6 Music Terms for Team Building and Leadership

Publié le 25 janvier 2015
Music is the ideal vehicle for Team building and Leadership. It touches us, shapes us, connects us to others. And helps us to raise key questions... Decoding 6 terms from the musical vocabulary.

Crescendo... Virtuosity


  • The orchestral Crescendo is among the most exhilarating of experiences. Consider the Overture to Wilhelm Tell by Rossini. This work of music is punctuated by grand crescendos. The demanding work, the details ceaselessly reworked during the rehearsals, the accumulated tension all come to a culmination on opening night. The wonderful feeling of going from dressing room to dressing room with warm wishes of "Toi Toi Toi". The strength of professional accomplishment during the performance. The feeling of fulfillment when acknowledging the colleague sharing your orchestra stand after the applause dies down.

  • So yes, technical mastery, dexterity and self-confidence are all important. This is why Maurice Ravel experienced so much physical pleasure when playing terribly difficult pieces that he made his scores intentionally cluttered. Pierre Boulez, on the other hand, gave another definition for Virtuosity: "The pleasure of endangering oneself.” Through flexibility, the breathing, the letting it be. Which springs must be engaged so that a team within a company discovers this joy that comes from surpassing itself?

A Baton or a Tuning fork ?


  • Lead with the Baton! That is an erroneous expression both in music and inside a company. The baton has a very practical purpose : to maintain precision and fluidity. For a full orchestra of more than 40 musicians, the baton is a much clearer point of reference than a hand. Try it yourself: move your right hand around like a baton. Which of the five fingers should one follow? As an extension of the arm, the baton offers expansive and clearly visible instructions, yet it does so with a great deal of economy for the wrist without causing mimetic discomfort to the musicians.

  • However, we forgo it when conducting small ensembles or choirs. Which are the types of management behavior, which through their precision and economy create trust and a sense of ease within a large team? Which ones are more appropriate for smaller teams?

  • The tuning fork allows a choir director to give singers their starting pitch from the note A. In 1939, it was set to A = 440 vibrations. This means that, until then, its tone varied greatly. During the Baroque era, a C note would be about one and a half tones higher in Hamburg than in Paris. The same happened in Rome, New York, or Shanghai… In today's orchestras, it has continued to rise, because the resulting sound is so much brighter. Still, many ensembles returned to 440 because the resulting tension was too much for the instruments, for the instrumentalists and for the singers' voices. For example, to Mozart, the famous high F notes in the Queen of the Night sounded a semitone lower than what singers are asked to perform nowadays. Professional musicians have sufficient talent and technical resources to play brilliantly without always having to perform at their limit. It is the conductor's duty to create a level of comfort in terms of performance that allows instrumentalists to take risks in their interpretation. What about for leaders and managers ?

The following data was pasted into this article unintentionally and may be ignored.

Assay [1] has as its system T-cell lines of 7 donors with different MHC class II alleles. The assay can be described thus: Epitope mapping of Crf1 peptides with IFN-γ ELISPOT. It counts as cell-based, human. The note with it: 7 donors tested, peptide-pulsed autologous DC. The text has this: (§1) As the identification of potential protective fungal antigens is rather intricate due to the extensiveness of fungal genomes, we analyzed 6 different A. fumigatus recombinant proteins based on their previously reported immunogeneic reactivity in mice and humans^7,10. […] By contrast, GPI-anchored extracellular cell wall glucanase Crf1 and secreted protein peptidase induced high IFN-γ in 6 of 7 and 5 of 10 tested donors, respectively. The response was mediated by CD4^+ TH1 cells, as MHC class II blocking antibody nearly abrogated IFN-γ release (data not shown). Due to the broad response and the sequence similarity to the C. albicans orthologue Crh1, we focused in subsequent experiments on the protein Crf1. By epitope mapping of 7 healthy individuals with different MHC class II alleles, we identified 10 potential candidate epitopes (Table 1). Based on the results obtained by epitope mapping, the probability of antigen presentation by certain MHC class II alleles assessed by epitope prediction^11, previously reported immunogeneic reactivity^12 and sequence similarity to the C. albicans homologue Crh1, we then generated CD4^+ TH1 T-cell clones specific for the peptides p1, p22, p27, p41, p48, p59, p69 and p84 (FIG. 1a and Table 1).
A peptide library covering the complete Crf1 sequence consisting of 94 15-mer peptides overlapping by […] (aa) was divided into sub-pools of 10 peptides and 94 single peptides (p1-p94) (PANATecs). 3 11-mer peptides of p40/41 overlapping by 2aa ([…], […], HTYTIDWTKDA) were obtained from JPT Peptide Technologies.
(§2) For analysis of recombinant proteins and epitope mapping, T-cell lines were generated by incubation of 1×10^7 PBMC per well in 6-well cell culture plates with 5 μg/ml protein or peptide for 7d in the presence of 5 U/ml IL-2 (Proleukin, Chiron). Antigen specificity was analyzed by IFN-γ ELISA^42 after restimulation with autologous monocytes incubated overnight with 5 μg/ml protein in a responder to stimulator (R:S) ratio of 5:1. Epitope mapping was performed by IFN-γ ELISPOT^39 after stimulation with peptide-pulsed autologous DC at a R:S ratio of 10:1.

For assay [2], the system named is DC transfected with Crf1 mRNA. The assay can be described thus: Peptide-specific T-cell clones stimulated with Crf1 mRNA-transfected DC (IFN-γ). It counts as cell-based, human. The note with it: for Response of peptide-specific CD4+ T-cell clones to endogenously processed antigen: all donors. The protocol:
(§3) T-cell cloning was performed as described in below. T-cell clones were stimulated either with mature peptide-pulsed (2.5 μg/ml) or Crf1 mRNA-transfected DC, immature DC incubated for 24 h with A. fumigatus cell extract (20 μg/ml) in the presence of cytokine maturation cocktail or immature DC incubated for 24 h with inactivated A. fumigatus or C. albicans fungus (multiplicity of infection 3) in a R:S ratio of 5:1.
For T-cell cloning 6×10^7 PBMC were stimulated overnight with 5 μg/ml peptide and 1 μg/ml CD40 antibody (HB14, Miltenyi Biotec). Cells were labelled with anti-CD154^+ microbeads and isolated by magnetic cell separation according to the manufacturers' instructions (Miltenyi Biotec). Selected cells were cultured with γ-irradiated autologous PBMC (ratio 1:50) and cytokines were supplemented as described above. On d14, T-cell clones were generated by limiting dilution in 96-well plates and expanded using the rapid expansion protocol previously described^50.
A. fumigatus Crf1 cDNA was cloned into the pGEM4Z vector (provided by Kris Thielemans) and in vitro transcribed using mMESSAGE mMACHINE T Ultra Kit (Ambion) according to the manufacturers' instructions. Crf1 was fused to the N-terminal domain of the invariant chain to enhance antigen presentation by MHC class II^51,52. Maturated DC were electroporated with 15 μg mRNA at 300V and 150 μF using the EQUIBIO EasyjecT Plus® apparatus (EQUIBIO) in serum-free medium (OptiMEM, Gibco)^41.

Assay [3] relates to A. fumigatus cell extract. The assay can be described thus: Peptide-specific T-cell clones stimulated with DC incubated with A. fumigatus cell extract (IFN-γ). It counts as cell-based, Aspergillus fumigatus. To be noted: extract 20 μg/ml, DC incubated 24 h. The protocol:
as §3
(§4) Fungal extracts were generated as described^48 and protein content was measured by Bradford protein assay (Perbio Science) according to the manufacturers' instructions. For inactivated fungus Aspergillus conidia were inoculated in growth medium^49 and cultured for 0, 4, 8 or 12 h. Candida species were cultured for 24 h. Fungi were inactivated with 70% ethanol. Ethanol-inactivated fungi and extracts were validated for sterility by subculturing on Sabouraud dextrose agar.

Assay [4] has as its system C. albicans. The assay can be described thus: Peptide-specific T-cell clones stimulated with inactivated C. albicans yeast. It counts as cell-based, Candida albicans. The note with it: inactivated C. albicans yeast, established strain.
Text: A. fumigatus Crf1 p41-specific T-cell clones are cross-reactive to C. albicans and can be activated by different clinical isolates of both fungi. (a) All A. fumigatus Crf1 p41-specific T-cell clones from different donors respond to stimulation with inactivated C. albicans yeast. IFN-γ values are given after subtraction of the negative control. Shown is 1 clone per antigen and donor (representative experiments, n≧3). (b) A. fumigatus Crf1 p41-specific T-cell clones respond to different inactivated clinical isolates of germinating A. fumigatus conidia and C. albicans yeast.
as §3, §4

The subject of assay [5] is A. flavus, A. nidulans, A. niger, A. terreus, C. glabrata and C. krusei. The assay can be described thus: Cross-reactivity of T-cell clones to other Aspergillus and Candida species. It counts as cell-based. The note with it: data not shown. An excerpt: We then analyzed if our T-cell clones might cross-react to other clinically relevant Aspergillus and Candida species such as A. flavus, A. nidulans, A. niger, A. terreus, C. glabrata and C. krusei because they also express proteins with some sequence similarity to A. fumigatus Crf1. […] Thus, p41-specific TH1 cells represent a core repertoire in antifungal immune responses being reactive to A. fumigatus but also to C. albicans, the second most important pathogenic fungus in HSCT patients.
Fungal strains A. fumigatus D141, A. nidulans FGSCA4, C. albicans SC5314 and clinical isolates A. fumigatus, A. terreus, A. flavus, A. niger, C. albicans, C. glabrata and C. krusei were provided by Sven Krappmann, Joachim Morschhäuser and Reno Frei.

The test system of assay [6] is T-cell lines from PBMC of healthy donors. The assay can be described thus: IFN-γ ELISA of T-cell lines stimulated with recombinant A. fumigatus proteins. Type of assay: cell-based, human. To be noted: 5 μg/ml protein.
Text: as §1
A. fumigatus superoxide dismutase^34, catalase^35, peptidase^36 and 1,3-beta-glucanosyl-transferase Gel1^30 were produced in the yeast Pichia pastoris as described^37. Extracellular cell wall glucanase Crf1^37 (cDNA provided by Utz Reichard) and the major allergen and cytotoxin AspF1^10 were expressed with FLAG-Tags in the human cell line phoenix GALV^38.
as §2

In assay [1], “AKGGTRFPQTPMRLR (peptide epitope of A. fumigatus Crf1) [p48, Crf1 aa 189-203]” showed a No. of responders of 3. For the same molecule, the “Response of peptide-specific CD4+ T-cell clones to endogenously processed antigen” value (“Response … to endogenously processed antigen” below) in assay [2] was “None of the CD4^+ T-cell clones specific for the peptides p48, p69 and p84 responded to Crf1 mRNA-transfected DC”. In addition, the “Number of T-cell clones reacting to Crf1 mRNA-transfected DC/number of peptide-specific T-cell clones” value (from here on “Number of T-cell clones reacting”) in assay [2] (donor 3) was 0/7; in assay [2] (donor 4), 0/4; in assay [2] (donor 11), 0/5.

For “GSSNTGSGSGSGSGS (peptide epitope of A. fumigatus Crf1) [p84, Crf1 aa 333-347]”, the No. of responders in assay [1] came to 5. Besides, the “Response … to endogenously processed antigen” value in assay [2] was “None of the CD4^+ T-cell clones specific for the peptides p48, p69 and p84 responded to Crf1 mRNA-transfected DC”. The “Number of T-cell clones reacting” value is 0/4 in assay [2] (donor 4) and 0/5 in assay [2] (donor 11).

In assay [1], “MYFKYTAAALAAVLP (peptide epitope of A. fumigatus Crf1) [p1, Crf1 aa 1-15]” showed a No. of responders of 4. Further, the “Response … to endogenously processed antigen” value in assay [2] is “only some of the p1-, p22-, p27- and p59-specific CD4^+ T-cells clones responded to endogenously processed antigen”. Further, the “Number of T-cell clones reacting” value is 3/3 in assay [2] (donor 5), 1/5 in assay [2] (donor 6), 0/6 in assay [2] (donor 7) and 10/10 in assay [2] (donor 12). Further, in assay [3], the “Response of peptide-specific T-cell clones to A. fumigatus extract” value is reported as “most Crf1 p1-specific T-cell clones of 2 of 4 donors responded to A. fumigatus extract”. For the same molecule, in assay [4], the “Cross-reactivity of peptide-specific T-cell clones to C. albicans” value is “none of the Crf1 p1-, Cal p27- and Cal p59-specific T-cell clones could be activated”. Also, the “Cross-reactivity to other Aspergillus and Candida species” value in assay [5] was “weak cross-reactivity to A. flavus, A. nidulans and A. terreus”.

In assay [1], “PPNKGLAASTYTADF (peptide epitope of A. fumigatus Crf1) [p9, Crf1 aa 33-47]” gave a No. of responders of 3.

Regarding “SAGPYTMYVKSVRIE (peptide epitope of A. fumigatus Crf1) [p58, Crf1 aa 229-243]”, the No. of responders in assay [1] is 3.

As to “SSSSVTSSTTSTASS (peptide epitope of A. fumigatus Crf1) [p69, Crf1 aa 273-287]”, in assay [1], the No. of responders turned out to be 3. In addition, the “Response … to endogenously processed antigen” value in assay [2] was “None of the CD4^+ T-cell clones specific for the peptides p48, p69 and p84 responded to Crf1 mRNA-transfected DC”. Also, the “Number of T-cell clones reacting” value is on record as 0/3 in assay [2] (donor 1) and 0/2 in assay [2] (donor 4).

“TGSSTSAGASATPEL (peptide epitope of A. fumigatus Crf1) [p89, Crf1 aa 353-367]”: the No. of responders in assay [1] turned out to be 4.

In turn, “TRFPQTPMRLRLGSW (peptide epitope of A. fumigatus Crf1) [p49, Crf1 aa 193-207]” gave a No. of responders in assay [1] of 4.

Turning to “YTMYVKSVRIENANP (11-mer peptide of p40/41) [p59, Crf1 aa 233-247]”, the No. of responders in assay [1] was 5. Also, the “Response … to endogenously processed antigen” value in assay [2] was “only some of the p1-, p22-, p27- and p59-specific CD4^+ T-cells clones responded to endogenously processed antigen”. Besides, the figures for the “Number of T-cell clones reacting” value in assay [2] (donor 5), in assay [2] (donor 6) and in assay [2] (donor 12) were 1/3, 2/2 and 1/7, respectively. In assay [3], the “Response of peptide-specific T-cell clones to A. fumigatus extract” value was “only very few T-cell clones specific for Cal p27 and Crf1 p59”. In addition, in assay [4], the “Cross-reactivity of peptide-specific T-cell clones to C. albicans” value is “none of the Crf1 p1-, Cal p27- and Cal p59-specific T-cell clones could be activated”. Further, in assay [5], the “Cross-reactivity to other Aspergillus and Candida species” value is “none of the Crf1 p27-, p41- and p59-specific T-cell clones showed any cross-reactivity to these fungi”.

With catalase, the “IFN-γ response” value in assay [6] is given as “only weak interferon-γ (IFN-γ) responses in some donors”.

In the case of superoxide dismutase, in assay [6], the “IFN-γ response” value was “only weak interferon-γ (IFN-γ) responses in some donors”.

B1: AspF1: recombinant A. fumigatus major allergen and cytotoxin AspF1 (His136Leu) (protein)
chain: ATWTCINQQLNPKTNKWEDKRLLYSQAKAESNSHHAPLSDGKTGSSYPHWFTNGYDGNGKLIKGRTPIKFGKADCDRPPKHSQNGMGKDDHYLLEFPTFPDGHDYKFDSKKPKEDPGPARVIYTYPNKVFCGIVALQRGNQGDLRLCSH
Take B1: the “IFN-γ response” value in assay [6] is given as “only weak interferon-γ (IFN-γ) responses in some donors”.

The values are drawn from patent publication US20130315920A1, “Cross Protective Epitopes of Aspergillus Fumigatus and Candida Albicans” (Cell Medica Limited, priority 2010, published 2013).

The Feeling of Harmony


  • In the beginning, there was sound. Since the Big Bang, the universe is fuelled by a great vibration of sound waves. We are precipitates of vibrations. Once they reach the brain, these vibrations of the body create Emotions. They are as crucial to us as air and water. When we function in the context of multiple intelligences, with the resources of our reasoning enhanced by emotions, we don't need to be scientists to see that we are at our best. Music is the art that bring us most closely in touch with our emotions. The professionalism of a musician lies in continually bringing their emotions and imagination in dialogue with their technical ability and mastery—as well as with their limitations. Developing this, however, is often difficult. This is the virtue of learning, a lifelong process.

  • Harmony is the art of superimposing different melodic lines. For the listener, the result is so powerful that the entirety of western music has evolved around harmony. What is it that brings harmony about? Harmony lays down rules for the coexistence of consonant and dissonant sounds, for each succession of tension and its release. It organizes a balanced operation among all these vibrations that stir us. The great orchestra conductor Daniel Barenboim expresses this as follows: "The most difficult lesson for human beings—to learn to live with discipline, yet also with passion, with freedom, yet also in a manner that is organized—is evident in every single musical phrase."

Perhaps you say to yourself: in these six terms for musical team building and leadership in music, why was there no mention of the most obvious one, listening ? More articles to follow...

By Guy Perier, Orchestral conductor / Team building and Leadership Development through Music for the blog www.team-buildig-musique.com


Fh s

Guy Perier

Chef d'orchestre § Orchestrateur de Leadership




Sur des enjeux de leadership ou de cohésion d’équipes, notamment multiculturelles, j’accompagne dirigeants et managers dans un double objectif : des performances individuelles et collectives plus généreuses.

Guy Perier

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